In addition, the volunteer must teach the kids proper hand-washing and brushing teeth after meals at the beginning of the project and continue to practice this the whole time. It is the aim to instill good practices to them.
With regards to planning menus, volunteers must take into consideration the locally available resources the kids normally eat. Primarily the reason is that the kids would only eat food they are used to eating. Secondly, parents are more likely not able to afford vegetables and other food items not normally available locally. The project aims to educate the parents in such a way that they can replicate at home what the volunteers are making in the project.
Every two weeks there is a nutrition lecture for the parents of the children enrolled in the program. We always encourage volunteers to start with basic hygiene and nutrition. Not all the parents have good grasp of the English language so it is imperative that lectures are easy to understand and filled with illustrations. During lectures/workshops a VFV coordinator will be there to assist and translate.
To conform with the Filipino conservative culture and to look professional, volunteers must dress modestly. The volunteer must report to work wearing the appropriate clothes.
Top must consist of shirt of blouse or t-shirt with sleeves. No singlet or tank top. Top should not have plunging neckline. Bottom wear must be long pants or knee-length skirt. Footwear must be shoes or sandals.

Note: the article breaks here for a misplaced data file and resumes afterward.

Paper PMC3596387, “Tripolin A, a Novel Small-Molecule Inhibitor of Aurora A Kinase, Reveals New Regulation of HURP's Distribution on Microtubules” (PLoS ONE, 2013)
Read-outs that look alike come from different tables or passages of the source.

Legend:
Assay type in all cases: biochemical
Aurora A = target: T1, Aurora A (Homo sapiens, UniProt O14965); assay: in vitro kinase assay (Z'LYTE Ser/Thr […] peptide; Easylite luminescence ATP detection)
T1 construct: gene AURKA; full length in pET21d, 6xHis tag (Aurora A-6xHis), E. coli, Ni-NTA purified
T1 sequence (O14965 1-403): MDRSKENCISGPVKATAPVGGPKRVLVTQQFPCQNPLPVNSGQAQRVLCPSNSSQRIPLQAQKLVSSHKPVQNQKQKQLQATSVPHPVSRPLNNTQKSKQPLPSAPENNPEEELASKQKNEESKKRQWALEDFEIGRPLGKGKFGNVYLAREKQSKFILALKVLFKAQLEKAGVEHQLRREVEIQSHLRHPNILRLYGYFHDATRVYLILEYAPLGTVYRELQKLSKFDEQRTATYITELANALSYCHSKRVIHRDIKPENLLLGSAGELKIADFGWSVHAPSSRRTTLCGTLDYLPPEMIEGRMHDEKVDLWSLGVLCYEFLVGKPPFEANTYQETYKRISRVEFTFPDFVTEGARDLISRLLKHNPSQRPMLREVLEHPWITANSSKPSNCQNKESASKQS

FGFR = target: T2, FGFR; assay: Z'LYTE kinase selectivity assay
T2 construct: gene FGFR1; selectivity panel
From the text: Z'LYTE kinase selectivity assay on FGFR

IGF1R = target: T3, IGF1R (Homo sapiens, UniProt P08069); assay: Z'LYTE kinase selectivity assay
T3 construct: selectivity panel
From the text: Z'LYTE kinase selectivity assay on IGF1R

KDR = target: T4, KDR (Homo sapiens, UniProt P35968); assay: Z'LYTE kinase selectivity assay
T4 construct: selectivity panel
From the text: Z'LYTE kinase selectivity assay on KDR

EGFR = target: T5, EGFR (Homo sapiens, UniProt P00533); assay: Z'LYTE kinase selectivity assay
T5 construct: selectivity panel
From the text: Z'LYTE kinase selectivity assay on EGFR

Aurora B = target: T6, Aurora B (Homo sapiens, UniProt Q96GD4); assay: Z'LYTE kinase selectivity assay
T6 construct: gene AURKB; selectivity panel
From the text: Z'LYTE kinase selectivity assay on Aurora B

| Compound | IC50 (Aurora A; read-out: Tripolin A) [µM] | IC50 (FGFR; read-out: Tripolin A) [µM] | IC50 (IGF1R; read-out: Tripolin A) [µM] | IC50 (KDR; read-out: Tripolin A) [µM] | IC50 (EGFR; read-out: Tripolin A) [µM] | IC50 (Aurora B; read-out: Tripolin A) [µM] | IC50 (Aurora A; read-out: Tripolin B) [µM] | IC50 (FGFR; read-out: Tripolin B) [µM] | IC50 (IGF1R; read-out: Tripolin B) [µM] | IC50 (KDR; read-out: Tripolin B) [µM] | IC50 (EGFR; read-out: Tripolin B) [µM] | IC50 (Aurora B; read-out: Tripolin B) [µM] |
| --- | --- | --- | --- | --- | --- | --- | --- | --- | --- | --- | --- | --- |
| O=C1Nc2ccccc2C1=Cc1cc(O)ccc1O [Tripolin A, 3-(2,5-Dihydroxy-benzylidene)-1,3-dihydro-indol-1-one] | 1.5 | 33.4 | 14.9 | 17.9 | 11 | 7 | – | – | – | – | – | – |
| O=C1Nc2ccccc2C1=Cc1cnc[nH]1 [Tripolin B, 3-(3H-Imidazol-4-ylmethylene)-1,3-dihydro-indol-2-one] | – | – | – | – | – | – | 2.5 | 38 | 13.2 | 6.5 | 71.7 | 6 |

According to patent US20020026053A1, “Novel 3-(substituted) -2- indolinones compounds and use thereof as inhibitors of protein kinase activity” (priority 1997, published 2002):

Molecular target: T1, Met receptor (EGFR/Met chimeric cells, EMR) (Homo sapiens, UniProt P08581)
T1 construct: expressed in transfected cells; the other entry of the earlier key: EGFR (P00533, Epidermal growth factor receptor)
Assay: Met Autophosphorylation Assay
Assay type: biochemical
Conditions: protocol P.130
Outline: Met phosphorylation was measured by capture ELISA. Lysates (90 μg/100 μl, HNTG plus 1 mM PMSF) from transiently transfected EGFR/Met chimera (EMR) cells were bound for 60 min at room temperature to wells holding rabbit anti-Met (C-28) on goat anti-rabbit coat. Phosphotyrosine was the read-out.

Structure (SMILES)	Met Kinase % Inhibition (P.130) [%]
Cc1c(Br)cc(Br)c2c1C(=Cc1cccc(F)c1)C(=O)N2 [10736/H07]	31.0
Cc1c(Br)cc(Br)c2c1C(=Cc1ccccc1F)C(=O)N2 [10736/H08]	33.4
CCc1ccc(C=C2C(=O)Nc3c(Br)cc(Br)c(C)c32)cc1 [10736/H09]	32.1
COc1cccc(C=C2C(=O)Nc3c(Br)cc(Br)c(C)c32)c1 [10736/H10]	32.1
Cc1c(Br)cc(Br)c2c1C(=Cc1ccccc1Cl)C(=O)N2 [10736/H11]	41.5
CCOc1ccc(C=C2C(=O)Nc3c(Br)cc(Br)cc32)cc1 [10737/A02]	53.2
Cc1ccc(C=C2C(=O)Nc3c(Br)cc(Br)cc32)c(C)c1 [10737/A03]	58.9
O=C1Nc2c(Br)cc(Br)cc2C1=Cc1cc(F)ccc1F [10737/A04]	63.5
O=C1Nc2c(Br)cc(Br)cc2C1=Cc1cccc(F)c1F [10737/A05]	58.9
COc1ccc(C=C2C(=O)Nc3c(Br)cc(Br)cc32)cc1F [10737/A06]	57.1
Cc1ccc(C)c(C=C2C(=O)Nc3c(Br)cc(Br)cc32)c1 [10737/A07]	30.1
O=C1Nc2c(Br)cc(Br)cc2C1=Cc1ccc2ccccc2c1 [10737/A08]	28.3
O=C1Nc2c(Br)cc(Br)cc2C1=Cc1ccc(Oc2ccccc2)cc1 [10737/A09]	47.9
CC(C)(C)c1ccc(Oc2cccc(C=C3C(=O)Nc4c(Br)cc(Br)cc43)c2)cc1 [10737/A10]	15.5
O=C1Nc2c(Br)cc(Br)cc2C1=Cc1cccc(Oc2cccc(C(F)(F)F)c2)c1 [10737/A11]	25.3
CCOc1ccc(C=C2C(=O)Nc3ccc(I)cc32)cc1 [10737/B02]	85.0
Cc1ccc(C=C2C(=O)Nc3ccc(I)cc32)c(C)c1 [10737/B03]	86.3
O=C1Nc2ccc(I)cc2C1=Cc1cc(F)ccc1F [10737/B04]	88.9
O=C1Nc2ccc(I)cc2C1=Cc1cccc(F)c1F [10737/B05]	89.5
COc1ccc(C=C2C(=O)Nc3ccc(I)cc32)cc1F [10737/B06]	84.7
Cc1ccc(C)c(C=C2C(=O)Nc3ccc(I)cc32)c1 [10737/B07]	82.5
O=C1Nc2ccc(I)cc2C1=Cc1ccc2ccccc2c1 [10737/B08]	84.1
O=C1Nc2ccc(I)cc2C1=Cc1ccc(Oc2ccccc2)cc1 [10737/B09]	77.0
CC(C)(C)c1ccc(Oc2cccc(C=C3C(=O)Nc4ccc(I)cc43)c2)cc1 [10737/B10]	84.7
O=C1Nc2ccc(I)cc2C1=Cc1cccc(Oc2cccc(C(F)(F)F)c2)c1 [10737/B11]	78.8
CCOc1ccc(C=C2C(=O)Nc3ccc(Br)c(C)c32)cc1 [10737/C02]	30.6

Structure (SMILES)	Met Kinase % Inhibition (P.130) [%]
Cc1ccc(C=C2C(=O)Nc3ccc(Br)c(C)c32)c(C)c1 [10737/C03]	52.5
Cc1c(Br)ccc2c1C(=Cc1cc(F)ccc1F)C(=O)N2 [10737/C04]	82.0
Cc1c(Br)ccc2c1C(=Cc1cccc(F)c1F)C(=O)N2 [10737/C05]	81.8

Outside work, a volunteer can wear more comfortable article of clothing such as shorts and tank tops and wear flip flops.
Transportation to the Placement
During placement, volunteer will take any of the following public transportation vehicles, depending on their destination: jeepney, multicab, tricycle, or motorcycle. Patience is required when traveling to and from placement.
More common transport vehicles are jeepneys and multicabs. When visiting far-flung areas that do not have jeepneys, people take tricycle or motorcycle.
The minimum fare for a jeepney between Bliss and downtown is only 0.14 USD, while between Bliss and Robinson is 0.16 USD. The further you are from your destination, the more you pay.
Nutrition placements can be reached in about 40 minutes to one and 30 minutes depending on the distance from Bliss.